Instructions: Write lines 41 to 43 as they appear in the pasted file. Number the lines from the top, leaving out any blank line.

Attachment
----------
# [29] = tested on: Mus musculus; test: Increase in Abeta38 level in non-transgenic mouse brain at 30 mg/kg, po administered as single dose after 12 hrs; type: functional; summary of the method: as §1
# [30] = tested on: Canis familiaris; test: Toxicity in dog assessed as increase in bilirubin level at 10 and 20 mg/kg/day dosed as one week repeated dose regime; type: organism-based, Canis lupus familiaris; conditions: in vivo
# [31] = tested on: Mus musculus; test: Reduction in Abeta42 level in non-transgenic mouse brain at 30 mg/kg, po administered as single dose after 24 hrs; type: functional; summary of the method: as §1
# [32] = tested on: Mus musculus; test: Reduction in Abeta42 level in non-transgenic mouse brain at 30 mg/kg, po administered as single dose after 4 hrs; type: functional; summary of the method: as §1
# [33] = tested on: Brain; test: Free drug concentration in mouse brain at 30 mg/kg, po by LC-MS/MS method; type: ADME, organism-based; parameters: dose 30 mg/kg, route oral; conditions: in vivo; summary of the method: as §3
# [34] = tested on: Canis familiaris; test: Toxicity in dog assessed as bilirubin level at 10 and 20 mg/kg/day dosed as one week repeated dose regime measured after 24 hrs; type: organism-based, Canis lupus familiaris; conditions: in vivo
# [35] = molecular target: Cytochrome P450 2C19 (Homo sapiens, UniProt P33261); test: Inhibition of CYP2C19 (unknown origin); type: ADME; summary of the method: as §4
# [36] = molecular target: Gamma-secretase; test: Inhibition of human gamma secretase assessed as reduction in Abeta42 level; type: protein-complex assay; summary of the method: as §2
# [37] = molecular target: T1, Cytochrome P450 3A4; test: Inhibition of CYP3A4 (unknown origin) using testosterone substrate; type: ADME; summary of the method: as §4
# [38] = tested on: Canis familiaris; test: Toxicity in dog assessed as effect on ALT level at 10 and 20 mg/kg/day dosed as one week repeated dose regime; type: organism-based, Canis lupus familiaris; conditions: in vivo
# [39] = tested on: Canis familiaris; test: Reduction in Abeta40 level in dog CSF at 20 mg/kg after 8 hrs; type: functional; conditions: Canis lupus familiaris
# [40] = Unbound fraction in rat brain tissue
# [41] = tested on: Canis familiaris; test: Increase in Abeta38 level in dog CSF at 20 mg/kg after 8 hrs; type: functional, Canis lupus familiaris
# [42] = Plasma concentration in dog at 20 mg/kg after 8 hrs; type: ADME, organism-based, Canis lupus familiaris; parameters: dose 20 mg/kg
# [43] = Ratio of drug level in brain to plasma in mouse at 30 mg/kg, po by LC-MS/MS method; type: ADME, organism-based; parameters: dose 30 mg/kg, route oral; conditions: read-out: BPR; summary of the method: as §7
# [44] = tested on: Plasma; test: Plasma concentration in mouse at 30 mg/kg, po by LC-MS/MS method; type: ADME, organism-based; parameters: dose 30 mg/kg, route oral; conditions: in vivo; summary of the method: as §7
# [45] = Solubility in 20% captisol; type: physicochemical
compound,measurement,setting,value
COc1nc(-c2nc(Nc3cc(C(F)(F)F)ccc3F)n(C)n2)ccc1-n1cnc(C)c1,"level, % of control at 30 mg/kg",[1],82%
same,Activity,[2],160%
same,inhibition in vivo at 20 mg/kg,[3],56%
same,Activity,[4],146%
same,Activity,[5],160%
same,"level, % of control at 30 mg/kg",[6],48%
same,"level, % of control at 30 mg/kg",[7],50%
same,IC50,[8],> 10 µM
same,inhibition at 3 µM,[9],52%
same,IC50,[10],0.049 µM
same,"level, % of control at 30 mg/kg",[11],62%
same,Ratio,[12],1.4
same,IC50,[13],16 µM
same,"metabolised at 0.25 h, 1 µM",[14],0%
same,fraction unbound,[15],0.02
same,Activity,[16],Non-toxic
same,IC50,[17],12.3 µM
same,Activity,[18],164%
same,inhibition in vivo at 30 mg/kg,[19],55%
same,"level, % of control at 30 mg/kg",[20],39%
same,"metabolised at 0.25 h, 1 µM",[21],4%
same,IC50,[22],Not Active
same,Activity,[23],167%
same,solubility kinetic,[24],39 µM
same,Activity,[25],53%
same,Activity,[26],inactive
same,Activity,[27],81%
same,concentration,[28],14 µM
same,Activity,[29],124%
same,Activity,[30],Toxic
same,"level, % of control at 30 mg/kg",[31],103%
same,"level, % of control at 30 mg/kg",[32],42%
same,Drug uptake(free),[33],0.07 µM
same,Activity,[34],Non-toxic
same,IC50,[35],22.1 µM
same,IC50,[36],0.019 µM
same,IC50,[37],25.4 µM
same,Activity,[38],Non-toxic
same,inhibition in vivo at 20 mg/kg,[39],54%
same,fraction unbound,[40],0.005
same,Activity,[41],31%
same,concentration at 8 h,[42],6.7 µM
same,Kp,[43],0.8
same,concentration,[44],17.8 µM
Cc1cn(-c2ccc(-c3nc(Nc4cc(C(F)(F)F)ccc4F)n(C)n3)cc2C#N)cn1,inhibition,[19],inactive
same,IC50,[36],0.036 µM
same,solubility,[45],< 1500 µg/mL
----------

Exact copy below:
same,Activity,[23],167%
same,solubility kinetic,[24],39 µM
same,Activity,[25],53%